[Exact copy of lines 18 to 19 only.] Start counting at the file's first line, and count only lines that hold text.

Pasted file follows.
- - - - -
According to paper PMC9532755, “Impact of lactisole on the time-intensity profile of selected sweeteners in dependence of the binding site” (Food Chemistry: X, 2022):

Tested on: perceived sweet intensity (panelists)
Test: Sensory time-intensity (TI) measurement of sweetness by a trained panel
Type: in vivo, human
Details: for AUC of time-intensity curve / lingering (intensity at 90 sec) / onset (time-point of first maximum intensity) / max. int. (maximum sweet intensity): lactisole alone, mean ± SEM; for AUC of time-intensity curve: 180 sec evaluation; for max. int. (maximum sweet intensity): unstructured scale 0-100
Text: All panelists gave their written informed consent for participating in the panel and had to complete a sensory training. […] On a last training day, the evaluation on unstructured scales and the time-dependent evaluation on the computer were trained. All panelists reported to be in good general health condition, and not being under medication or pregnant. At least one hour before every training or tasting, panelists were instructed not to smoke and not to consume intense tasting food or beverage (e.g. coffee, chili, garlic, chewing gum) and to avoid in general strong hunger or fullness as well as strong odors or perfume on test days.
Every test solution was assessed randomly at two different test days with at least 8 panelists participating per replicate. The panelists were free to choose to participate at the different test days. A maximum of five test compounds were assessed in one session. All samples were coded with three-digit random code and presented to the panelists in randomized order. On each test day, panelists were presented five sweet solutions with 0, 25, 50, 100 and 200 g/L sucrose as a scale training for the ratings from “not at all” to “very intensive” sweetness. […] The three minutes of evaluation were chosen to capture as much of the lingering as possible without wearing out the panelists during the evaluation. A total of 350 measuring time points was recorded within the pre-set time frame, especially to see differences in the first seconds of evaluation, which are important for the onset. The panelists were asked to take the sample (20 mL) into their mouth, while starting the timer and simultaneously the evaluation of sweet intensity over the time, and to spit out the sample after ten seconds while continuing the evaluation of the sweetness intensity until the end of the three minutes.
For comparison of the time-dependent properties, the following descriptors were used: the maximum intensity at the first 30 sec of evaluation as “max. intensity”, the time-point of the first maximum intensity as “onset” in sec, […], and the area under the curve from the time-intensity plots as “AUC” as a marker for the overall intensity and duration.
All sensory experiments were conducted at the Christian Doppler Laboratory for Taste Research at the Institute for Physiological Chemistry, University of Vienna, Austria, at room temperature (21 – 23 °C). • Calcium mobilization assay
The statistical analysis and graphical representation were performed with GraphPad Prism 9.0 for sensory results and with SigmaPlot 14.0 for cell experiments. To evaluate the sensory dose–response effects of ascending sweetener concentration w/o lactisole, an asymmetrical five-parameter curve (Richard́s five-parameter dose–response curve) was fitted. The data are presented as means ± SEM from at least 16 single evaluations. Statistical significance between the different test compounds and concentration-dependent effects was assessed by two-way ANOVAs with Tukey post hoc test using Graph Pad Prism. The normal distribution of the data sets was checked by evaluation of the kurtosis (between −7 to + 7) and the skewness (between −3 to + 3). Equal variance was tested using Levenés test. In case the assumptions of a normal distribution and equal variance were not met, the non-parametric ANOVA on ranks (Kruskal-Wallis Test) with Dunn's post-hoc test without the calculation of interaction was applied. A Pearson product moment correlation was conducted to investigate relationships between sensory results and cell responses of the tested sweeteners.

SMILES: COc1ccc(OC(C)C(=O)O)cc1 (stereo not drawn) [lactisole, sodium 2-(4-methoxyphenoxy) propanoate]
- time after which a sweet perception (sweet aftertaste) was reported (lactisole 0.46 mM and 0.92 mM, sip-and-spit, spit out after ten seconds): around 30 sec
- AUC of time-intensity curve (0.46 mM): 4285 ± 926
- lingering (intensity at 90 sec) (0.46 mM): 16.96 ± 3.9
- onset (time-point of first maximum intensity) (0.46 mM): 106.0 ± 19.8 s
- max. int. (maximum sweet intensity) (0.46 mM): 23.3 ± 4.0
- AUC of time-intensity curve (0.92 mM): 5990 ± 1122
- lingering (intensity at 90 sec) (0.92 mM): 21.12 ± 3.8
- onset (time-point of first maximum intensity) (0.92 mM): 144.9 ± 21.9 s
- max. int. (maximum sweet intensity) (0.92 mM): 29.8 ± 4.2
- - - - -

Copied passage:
- lingering (intensity at 90 sec) (0.92 mM): 21.12 ± 3.8
- onset (time-point of first maximum intensity) (0.92 mM): 144.9 ± 21.9 s